General Do’s and Don’ts

  • Relax and enjoy getting to know your colleagues or guests as people and as professionals
  • Ask before you provide assistance
  • Do not assume that a person with an apparent disability needs assistance; offering assistance in broad terms such as Let me know if you need anything opens the door without assumptions of inability
  • Think in terms of ‘Disability Pride’ language using powerful words such as: wheelchair user as opposed to confined to a wheelchair or wheelchair person; person who is deaf or blind rather than deaf or blind people

Individuals with Mobility Disabilities

  • Do not touch a person’s mobility equipment
  • Be sensitive about physical contact in consideration of possible pain, balance, or post-traumatic stress issues
  • Always direct your conversation that is meant for the person with a disability to them and not to their personal assistant, interpreter, companion or colleague
  • If convenient and natural, put yourself at the person’s eye level when engaging in a conversation; rather than kneeling, pull up a chair

Individuals who are Blind or Low Vision

  • Identify yourself when approaching the person or entering an ongoing conversation; announce when you leave the conversation or the room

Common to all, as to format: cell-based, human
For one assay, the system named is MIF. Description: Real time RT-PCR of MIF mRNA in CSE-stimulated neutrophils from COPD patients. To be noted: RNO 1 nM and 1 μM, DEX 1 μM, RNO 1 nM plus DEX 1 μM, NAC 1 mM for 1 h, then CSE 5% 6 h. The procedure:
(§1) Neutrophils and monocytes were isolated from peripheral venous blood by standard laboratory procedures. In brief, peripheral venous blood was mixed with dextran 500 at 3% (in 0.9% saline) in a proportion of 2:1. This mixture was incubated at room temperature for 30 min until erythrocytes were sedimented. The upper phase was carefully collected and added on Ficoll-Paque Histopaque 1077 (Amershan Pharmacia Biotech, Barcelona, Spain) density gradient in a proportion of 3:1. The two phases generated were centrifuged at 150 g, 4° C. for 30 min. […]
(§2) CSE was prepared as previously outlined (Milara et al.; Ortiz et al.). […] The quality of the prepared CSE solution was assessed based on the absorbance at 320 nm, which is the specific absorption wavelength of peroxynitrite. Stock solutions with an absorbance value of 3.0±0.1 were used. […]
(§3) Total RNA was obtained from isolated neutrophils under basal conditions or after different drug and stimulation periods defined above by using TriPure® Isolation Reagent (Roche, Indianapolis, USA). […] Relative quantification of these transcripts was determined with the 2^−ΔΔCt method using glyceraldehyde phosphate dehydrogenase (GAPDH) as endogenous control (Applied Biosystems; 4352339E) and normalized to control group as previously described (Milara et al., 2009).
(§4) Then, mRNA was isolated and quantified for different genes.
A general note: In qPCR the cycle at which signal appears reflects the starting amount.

• When serving as a sighted guide, offer your arm or shoulder rather than grabbing the person’s arm or pushing the person from the back
  • Describe the setting, environment, and obstacles when serving as a sighted guide
  • Resist the temptation to pet or talk to a guide or service animal; ask the person if there is a time when you can interact with the service animal
  • Offer to read the information if the occasion naturally arises such as during a roundtable or a meal

Individuals who are Deaf or Hard of Hearing

  • Gain the person’s attention before starting a conversation (e.g., tap the person gently on the shoulder or arm or by a hand signal)
  • If the individual uses a sign language interpreter, speak directly to the person, not the interpreter; keep your eyes on the individual and not on the interpreter, especially when the interpreter is voicing for the person who is deaf
  • Face the person, speak in normal tones, and avoid the instinct to shout as it doesn’t help

Individuals who have Speech Disabilities

  • If you do not understand what the person is saying, ask the person to repeat what they said and then repeat it back to ensure you understood
  • Do not speak for the person or attempt to finish their sentences
  • If the conversation is not working, explain that and ask if you can try with writing (e.g. electronic communication devices, paper and pencil, etc.)

Individuals who have Non-Apparent Disabilities

If you sense that the conversation or interaction is not going well, the following strategies may help to accommodate non-apparent disabilities such as mental health disabilities, learning disabilities, autism spectrum, mild hearing loss, ADD/ADHD, and Post Traumatic Stress:

  • Moving to a quiet area
  • Rephrasing what you said
  • Changing the pace of the conversation